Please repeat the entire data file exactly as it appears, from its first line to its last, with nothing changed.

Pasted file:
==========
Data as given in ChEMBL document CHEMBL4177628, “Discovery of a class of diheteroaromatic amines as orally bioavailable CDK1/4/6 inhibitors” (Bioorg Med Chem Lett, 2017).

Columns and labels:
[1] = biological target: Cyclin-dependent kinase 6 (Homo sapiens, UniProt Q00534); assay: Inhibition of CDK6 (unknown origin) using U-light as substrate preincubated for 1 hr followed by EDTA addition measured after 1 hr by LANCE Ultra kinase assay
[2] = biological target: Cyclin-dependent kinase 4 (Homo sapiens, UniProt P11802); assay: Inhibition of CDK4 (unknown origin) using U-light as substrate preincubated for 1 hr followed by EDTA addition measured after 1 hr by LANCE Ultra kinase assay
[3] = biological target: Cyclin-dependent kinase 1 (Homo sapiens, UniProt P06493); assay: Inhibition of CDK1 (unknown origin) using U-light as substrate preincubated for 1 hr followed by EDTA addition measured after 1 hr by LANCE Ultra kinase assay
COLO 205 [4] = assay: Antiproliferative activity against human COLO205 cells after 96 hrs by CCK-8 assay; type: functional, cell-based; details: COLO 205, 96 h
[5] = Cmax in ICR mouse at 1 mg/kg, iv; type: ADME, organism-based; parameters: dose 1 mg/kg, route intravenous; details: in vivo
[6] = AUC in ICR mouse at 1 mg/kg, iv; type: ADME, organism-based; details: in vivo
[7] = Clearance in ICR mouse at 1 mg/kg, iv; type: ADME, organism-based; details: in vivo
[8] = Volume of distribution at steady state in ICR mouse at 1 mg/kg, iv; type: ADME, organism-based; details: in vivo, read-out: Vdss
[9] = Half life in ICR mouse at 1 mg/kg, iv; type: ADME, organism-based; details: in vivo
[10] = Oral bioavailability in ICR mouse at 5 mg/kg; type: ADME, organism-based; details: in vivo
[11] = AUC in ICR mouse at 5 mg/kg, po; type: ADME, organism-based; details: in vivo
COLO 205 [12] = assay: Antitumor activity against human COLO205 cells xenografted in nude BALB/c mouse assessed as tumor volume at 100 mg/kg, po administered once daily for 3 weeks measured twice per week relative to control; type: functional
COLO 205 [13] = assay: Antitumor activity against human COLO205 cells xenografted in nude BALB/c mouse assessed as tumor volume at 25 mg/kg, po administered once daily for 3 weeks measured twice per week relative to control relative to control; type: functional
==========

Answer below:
Data as given in ChEMBL document CHEMBL4177628, “Discovery of a class of diheteroaromatic amines as orally bioavailable CDK1/4/6 inhibitors” (Bioorg Med Chem Lett, 2017).

Columns and labels:
[1] = biological target: Cyclin-dependent kinase 6 (Homo sapiens, UniProt Q00534); assay: Inhibition of CDK6 (unknown origin) using U-light as substrate preincubated for 1 hr followed by EDTA addition measured after 1 hr by LANCE Ultra kinase assay
[2] = biological target: Cyclin-dependent kinase 4 (Homo sapiens, UniProt P11802); assay: Inhibition of CDK4 (unknown origin) using U-light as substrate preincubated for 1 hr followed by EDTA addition measured after 1 hr by LANCE Ultra kinase assay
[3] = biological target: Cyclin-dependent kinase 1 (Homo sapiens, UniProt P06493); assay: Inhibition of CDK1 (unknown origin) using U-light as substrate preincubated for 1 hr followed by EDTA addition measured after 1 hr by LANCE Ultra kinase assay
COLO 205 [4] = assay: Antiproliferative activity against human COLO205 cells after 96 hrs by CCK-8 assay; type: functional, cell-based; details: COLO 205, 96 h
[5] = Cmax in ICR mouse at 1 mg/kg, iv; type: ADME, organism-based; parameters: dose 1 mg/kg, route intravenous; details: in vivo
[6] = AUC in ICR mouse at 1 mg/kg, iv; type: ADME, organism-based; details: in vivo
[7] = Clearance in ICR mouse at 1 mg/kg, iv; type: ADME, organism-based; details: in vivo
[8] = Volume of distribution at steady state in ICR mouse at 1 mg/kg, iv; type: ADME, organism-based; details: in vivo, read-out: Vdss
[9] = Half life in ICR mouse at 1 mg/kg, iv; type: ADME, organism-based; details: in vivo
[10] = Oral bioavailability in ICR mouse at 5 mg/kg; type: ADME, organism-based; details: in vivo
[11] = AUC in ICR mouse at 5 mg/kg, po; type: ADME, organism-based; details: in vivo
COLO 205 [12] = assay: Antitumor activity against human COLO205 cells xenografted in nude BALB/c mouse assessed as tumor volume at 100 mg/kg, po administered once daily for 3 weeks measured twice per week relative to control; type: functional
COLO 205 [13] = assay: Antitumor activity against human COLO205 cells xenografted in nude BALB/c mouse assessed as tumor volume at 25 mg/kg, po administered once daily for 3 weeks measured twice per week relative to control relative to control; type: functional